Miles Morales’ New Enemy Is The Latest Cyborg Fighting For The Agency
Since the beginning of the robots, they have been looking for an agency. Now Spider-Man’s new adversary determines whether he is friend or foe.
Miles Morales: Spider-Man by Saladin Ahmed and Christopher Allen will soon reveal the titular hero’s new enemy: The Spider-Smasher. Part of the legacy of Spider-Slayers, the character plays an important role in introducing villains to modern times. Spider-Slayers have always been mere evil pawns with no personal agency and no way to make their own decisions. They were always meant to just follow whatever their controller said, and the Spider-Smasher already offers the potential for change.
One of the major trends in science fiction literature, especially that centered on robots and other AI-enabled mechanical beings, has been towards the creation of a sense of agency. From blade runner for Westworld until now) Spider Man, the journey is almost a coming-of-age rather than an action-adventure. The search for a sense of agency through robots and AI has a deep history in science fiction, and the Spider-Smasher is just the latest example of a robot searching for agency. agency.
Bots and agency are interdependent from the start
Artificial life has been around almost as long as written history itself. Jewish tradition tells the story of the Golem, an artificial life form that comes to life through a curse. The Greek tale of Pygmalion featured a statue animated by the power of love. Artificial life and its creation have followed humanity in its tales and legends for centuries. However, the first use of the actual robots came in the form of a play. by Karel Capek Rossum’s universal robots, a 1921 play featuring a set of androids trying to negotiate a life outside of their slave existence. That is to say, RURthe first piece of real robots in the media, talks about an artificial intelligence negotiating identity.
That’s not to say that stories with robots have always been about identity negotiation. Star Wars, for example, has a clear class delineation between droids and lifeforms, but droid consciousness has never been a major focus, even though Star Wars has tackled other structural issues. to be able to. Even the presence of one or two force-sensitive droids didn’t affect the fact that droids are simply seen and treated as inferior with little repercussion in Star Wars.
Nevertheless, the dominant theme with robots and AIs in literature and popular culture has been that of agency seeking. Blade Runner is about agency and how it affects the lives of those who attempt to gain it. Both Isaac Asimov and Philip K. Dick contributed to the literature and its adaptations, and these underlying themes underscore the work of both masters, naturally infusing the color of self-determination into robotic literature. As robots progressed into popular culture, the idea of creating a sense of agency was not only maintained; it was reinforced.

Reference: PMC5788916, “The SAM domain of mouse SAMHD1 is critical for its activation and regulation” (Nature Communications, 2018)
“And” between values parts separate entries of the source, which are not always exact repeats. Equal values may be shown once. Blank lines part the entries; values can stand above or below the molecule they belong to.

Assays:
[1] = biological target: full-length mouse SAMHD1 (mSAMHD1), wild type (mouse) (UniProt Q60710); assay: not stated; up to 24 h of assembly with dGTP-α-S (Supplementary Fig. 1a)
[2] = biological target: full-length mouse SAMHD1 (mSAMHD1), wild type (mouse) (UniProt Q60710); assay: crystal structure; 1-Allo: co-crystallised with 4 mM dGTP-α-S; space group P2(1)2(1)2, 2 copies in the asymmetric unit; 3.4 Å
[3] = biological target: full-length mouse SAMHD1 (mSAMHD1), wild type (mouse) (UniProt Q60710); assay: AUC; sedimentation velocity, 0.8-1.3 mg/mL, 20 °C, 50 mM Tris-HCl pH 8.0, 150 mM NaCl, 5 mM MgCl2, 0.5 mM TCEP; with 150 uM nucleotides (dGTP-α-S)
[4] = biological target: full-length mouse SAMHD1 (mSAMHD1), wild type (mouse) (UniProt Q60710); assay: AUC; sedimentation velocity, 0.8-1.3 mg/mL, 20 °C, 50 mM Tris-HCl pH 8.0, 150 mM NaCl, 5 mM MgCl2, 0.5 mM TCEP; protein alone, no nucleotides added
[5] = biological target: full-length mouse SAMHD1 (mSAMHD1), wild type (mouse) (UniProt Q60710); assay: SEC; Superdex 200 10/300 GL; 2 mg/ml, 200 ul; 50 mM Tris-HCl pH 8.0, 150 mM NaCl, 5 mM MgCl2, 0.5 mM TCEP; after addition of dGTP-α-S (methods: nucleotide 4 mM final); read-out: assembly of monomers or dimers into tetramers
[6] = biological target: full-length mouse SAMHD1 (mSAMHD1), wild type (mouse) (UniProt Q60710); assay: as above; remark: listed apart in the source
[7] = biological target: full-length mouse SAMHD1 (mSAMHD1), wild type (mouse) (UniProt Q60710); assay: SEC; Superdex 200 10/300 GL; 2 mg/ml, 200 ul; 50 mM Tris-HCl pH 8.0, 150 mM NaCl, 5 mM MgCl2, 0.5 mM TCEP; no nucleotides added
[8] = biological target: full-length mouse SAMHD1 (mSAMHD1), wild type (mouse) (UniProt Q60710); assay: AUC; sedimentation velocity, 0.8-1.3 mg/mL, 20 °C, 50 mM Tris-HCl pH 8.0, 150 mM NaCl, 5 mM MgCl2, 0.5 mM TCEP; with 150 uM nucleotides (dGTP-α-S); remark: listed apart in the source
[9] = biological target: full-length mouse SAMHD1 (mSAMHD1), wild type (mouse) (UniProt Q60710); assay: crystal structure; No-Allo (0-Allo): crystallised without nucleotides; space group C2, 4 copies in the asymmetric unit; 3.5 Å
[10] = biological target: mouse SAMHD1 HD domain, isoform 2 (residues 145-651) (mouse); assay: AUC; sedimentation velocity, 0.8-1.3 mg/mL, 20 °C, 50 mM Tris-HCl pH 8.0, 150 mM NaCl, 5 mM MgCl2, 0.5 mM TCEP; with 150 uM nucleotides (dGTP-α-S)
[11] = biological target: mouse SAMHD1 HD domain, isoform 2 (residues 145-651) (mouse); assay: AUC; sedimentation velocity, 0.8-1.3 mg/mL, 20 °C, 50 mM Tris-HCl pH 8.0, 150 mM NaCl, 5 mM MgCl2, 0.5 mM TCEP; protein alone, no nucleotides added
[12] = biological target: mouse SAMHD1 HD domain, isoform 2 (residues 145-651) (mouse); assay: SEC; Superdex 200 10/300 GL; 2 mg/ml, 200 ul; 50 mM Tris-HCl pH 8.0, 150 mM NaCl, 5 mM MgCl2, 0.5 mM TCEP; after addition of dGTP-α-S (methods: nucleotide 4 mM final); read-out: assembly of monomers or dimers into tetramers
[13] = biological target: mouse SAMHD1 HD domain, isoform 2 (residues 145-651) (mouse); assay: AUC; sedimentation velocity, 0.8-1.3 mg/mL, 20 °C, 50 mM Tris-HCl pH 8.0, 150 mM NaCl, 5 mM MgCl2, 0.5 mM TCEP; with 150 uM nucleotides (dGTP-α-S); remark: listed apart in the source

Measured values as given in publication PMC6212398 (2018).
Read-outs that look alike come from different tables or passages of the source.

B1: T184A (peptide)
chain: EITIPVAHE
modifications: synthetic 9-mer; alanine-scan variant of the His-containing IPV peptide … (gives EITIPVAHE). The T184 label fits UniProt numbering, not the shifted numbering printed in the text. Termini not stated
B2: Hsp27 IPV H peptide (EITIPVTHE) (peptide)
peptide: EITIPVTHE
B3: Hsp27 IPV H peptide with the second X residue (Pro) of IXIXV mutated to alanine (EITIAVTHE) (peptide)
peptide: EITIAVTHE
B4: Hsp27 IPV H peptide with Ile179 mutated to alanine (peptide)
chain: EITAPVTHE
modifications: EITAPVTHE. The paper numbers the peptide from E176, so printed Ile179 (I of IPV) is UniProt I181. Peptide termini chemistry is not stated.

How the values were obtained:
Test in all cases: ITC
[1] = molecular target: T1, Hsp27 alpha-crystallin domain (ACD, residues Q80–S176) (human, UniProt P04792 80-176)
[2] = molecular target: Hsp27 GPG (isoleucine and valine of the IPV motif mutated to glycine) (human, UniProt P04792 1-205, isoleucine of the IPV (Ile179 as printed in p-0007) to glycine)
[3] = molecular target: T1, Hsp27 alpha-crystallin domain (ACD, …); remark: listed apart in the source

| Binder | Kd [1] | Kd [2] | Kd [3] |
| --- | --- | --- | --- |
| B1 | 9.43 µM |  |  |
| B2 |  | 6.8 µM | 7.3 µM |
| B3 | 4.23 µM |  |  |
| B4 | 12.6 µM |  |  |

The Agency and Androids Enter the Contemporary Era
Although played as humor, Bender’s Futurama was notoriously depressed that he was only supposed to bend objects for the rest of his life until he challenged his programming. Agency research has so defined robots in media that it has become such an integral part of characters so intrinsic that it borders on a trope, derided, in the case of Futurama, with confidence. While Bender’s example is an example of humor, it’s not the first of its kind in contemporary popular culture, and it certainly won’t be the last.
The continuation of the blade runner franchise has also addressed the idea of a sense of agency either through the replicants themselves (Blade Runner 2049) or via Blade Runners as a foil for humanity (Blade Runner 2019 & 2029). Updates from other franchises, from Transformers to Pokemon, have also explored the agency for their robotic characters, whether primary or secondary. This exploration of free will has always been a complex issue, but recent pop culture has made it much more prescient than in the past.
Miles Morales’ new enemy is the latest in a long line
With this general trend, it’s hardly surprising that Miles Morales now faces a version of a robotic enemy that exhibits a greater sense of agency than his robotic predecessors. Defeating nameless robots and drones hardly offers the complexity of a sentient being with robotic augmentation or a substance trying to define itself. Even the reveal of the Spider-Smasher indicates that there is an element of mystery as to where the Spider-Smasher’s allegiances lie. This mysterious revelation gives the Spider-Smasher a choice!
Ultimately, this complexity is the latest indicator of a trend in comics and media that has unfolded over more than a century. No more cannon fodder drones that just carry out orders. Now, even something that is a continuation of agencyless beings is able to make a choice. This choice will be revealed when issue #38 of Miles Morales: Spider-Man is released in May.
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